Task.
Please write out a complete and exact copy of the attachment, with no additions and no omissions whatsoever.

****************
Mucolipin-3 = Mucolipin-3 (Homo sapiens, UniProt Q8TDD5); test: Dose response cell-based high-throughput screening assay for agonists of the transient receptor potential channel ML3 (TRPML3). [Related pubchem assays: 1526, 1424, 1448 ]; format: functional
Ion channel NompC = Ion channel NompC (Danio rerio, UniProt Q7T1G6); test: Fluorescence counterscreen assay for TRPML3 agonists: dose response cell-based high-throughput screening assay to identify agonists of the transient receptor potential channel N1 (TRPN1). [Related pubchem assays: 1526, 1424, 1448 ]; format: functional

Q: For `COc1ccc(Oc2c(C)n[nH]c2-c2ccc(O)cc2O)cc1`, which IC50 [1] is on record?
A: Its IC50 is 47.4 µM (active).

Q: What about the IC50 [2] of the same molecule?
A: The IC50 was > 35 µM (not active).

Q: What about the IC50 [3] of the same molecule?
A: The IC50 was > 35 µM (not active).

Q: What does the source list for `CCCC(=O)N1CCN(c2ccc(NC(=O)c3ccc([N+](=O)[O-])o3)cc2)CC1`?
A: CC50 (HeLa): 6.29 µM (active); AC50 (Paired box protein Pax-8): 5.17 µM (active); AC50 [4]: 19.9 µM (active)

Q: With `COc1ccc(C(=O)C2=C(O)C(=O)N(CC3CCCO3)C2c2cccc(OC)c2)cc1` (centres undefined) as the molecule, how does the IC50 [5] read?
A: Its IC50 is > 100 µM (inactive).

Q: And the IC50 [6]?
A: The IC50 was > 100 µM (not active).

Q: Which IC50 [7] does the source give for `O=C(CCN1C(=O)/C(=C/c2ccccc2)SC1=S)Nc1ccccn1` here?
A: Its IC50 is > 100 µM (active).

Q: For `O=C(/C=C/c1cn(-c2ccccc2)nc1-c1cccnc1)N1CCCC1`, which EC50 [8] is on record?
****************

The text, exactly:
Mucolipin-3 = Mucolipin-3 (Homo sapiens, UniProt Q8TDD5); test: Dose response cell-based high-throughput screening assay for agonists of the transient receptor potential channel ML3 (TRPML3). [Related pubchem assays: 1526, 1424, 1448 ]; format: functional
Ion channel NompC = Ion channel NompC (Danio rerio, UniProt Q7T1G6); test: Fluorescence counterscreen assay for TRPML3 agonists: dose response cell-based high-throughput screening assay to identify agonists of the transient receptor potential channel N1 (TRPN1). [Related pubchem assays: 1526, 1424, 1448 ]; format: functional

Q: For `COc1ccc(Oc2c(C)n[nH]c2-c2ccc(O)cc2O)cc1`, which IC50 [1] is on record?
A: Its IC50 is 47.4 µM (active).

Q: What about the IC50 [2] of the same molecule?
A: The IC50 was > 35 µM (not active).

Q: What about the IC50 [3] of the same molecule?
A: The IC50 was > 35 µM (not active).

Q: What does the source list for `CCCC(=O)N1CCN(c2ccc(NC(=O)c3ccc([N+](=O)[O-])o3)cc2)CC1`?
A: CC50 (HeLa): 6.29 µM (active); AC50 (Paired box protein Pax-8): 5.17 µM (active); AC50 [4]: 19.9 µM (active)

Q: With `COc1ccc(C(=O)C2=C(O)C(=O)N(CC3CCCO3)C2c2cccc(OC)c2)cc1` (centres undefined) as the molecule, how does the IC50 [5] read?
A: Its IC50 is > 100 µM (inactive).

Q: And the IC50 [6]?
A: The IC50 was > 100 µM (not active).

Q: Which IC50 [7] does the source give for `O=C(CCN1C(=O)/C(=C/c2ccccc2)SC1=S)Nc1ccccn1` here?
A: Its IC50 is > 100 µM (active).

Q: For `O=C(/C=C/c1cn(-c2ccccc2)nc1-c1cccnc1)N1CCCC1`, which EC50 [8] is on record?